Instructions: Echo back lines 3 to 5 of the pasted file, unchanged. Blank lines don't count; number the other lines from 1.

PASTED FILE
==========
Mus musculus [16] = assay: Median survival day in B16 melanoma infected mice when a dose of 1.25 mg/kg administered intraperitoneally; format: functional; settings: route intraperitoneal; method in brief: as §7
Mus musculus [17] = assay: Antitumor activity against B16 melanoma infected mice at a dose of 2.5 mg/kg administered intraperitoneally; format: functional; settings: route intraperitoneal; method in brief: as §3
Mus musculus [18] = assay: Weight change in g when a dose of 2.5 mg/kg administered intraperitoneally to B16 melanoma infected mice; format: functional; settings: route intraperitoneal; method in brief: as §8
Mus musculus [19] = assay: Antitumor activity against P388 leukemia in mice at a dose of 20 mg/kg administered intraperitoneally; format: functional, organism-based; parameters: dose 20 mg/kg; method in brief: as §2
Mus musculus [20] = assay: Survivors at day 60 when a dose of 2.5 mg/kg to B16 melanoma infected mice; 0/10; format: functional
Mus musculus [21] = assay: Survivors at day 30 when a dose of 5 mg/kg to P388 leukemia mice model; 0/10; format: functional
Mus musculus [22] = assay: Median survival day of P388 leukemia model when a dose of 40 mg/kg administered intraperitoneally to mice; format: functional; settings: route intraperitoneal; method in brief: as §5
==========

Mus musculus [18] = assay: Weight change in g when a dose of 2.5 mg/kg administered intraperitoneally to B16 melanoma infected mice; format: functional; settings: route intraperitoneal; method in brief: as §8
Mus musculus [19] = assay: Antitumor activity against P388 leukemia in mice at a dose of 20 mg/kg administered intraperitoneally; format: functional, organism-based; parameters: dose 20 mg/kg; method in brief: as §2
Mus musculus [20] = assay: Survivors at day 60 when a dose of 2.5 mg/kg to B16 melanoma infected mice; 0/10; format: functional